Stocks have spent nearly a decade climbing the “Wall of Worry.”
Fear has kept folks out of stocks. Despite solid returns, they kept expecting prices to fall. That’s changing now, for the first time in this bull market.
Investors are getting bullish on stocks for the first time in years. They’re getting on board the “Melt Up.” In fact, one measure says more folks than ever are expecting stocks to go higher.
Let me explain…
Do you expect stock prices to increase?
It’s a simple question. And recently, more folks than ever are answering “yes.”
The Conference Board is an independent research company that gathers business and economic data.
It’s famous for its Consumer Confidence Index, which tracks how folks feel about the economy.
But that’s not the only thing The Conference Board does…
It also runs a monthly poll asking folks the simple question above. More specifically, it asks if folks expect stocks to rise, fall, or stay the same.
The answer to that question tells us a lot about market sentiment. And as of the latest survey in January, more than half of the responders expect higher stock prices.
That’s the highest reading ever. And it’s the first time that more than half of folks polled said they expect higher prices. Take a look…
For most of this bull market, fewer than 40% of responders expected higher stock prices. That’s changed in the last year. Now, more folks than ever expect stock prices to rise.
That much positive sentiment is not a good thing. But it’s not the end of the world, either.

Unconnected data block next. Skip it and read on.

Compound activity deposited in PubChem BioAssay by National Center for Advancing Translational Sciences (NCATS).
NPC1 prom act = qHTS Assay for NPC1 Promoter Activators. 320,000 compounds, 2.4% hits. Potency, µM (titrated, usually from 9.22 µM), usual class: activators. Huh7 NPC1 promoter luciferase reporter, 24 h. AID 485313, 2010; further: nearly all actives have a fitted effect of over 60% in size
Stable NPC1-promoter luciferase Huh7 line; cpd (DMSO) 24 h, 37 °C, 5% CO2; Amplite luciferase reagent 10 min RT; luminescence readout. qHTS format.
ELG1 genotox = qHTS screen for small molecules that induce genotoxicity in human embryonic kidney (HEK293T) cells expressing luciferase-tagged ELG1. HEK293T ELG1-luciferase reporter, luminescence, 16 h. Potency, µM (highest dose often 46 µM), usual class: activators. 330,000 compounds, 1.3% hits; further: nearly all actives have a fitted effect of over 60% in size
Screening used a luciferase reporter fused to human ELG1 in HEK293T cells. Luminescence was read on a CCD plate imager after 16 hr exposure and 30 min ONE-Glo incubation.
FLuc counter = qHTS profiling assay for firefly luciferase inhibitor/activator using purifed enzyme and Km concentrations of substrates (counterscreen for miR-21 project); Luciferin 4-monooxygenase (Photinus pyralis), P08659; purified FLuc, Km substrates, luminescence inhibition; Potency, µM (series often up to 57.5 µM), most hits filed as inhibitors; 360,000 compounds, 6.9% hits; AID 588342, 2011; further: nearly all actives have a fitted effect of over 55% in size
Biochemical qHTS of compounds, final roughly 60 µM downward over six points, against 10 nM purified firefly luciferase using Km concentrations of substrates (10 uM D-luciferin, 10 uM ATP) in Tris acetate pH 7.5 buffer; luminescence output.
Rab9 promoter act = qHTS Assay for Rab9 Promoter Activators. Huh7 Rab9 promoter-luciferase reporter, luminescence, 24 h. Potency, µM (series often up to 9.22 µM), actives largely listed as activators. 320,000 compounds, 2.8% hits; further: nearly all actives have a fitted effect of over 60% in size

History shows that while it won’t kill this bull market, it will likely mean a slowdown for stocks.
Specifically, after readings of more than 45%, stocks have a history of falling slightly over the next few months. Take a look…
We’ve seen these kinds of readings only 5% of the time since 1987. Those have led to minimal gains a month later and 3.7% losses over three months.
Six months later, stocks were up 1%.
But if we look further out, stocks were typically up 10% two years after these extreme readings. And we saw positive returns 69% of the time two years later.
That tells me that this positive sentiment will slow down the market’s climb… But it likely won’t cause the next bear market.
Stocks have been falling for the past few weeks. And that’ll likely shake the confidence of most folks. Don’t let it affect you, though.
Folks finally expect higher stock prices. That could be part of the cause for the recent decline. But it won’t end this bull market.
Watch your stops and stay long.
Source: Daily Wealth